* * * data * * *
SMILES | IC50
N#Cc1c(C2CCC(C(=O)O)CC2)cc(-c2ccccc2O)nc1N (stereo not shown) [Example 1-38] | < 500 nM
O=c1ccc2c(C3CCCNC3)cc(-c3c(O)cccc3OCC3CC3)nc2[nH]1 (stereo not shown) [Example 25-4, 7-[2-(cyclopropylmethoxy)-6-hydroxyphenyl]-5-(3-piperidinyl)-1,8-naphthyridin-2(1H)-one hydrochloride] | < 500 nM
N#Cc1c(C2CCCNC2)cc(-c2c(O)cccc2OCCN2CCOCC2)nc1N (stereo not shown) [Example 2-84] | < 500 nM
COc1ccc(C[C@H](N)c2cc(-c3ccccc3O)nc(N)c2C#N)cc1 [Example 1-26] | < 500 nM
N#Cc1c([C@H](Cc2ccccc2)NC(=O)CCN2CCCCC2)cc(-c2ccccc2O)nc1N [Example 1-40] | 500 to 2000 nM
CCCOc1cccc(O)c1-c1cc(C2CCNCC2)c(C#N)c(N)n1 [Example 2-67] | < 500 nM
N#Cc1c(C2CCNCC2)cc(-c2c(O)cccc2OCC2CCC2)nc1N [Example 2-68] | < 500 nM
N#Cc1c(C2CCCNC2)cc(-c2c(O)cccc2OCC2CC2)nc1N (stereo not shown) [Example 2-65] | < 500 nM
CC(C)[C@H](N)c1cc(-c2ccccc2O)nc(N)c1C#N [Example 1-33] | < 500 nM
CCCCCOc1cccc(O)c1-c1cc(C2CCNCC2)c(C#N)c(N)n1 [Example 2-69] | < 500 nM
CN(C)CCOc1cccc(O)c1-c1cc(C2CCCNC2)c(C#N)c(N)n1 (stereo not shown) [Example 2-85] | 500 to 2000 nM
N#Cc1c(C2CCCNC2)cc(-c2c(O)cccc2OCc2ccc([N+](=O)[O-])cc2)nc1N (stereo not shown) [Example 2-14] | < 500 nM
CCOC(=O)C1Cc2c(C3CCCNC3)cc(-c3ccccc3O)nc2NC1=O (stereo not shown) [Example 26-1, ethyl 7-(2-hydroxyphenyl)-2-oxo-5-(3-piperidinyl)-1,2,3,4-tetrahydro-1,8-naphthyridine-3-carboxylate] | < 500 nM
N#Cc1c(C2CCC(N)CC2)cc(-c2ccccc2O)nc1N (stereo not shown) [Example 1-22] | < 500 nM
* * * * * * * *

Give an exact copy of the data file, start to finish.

SMILES | IC50
N#Cc1c(C2CCC(C(=O)O)CC2)cc(-c2ccccc2O)nc1N (stereo not shown) [Example 1-38] | < 500 nM
O=c1ccc2c(C3CCCNC3)cc(-c3c(O)cccc3OCC3CC3)nc2[nH]1 (stereo not shown) [Example 25-4, 7-[2-(cyclopropylmethoxy)-6-hydroxyphenyl]-5-(3-piperidinyl)-1,8-naphthyridin-2(1H)-one hydrochloride] | < 500 nM
N#Cc1c(C2CCCNC2)cc(-c2c(O)cccc2OCCN2CCOCC2)nc1N (stereo not shown) [Example 2-84] | < 500 nM
COc1ccc(C[C@H](N)c2cc(-c3ccccc3O)nc(N)c2C#N)cc1 [Example 1-26] | < 500 nM
N#Cc1c([C@H](Cc2ccccc2)NC(=O)CCN2CCCCC2)cc(-c2ccccc2O)nc1N [Example 1-40] | 500 to 2000 nM
CCCOc1cccc(O)c1-c1cc(C2CCNCC2)c(C#N)c(N)n1 [Example 2-67] | < 500 nM
N#Cc1c(C2CCNCC2)cc(-c2c(O)cccc2OCC2CCC2)nc1N [Example 2-68] | < 500 nM
N#Cc1c(C2CCCNC2)cc(-c2c(O)cccc2OCC2CC2)nc1N (stereo not shown) [Example 2-65] | < 500 nM
CC(C)[C@H](N)c1cc(-c2ccccc2O)nc(N)c1C#N [Example 1-33] | < 500 nM
CCCCCOc1cccc(O)c1-c1cc(C2CCNCC2)c(C#N)c(N)n1 [Example 2-69] | < 500 nM
CN(C)CCOc1cccc(O)c1-c1cc(C2CCCNC2)c(C#N)c(N)n1 (stereo not shown) [Example 2-85] | 500 to 2000 nM
N#Cc1c(C2CCCNC2)cc(-c2c(O)cccc2OCc2ccc([N+](=O)[O-])cc2)nc1N (stereo not shown) [Example 2-14] | < 500 nM
CCOC(=O)C1Cc2c(C3CCCNC3)cc(-c3ccccc3O)nc2NC1=O (stereo not shown) [Example 26-1, ethyl 7-(2-hydroxyphenyl)-2-oxo-5-(3-piperidinyl)-1,2,3,4-tetrahydro-1,8-naphthyridine-3-carboxylate] | < 500 nM
N#Cc1c(C2CCC(N)CC2)cc(-c2ccccc2O)nc1N (stereo not shown) [Example 1-22] | < 500 nM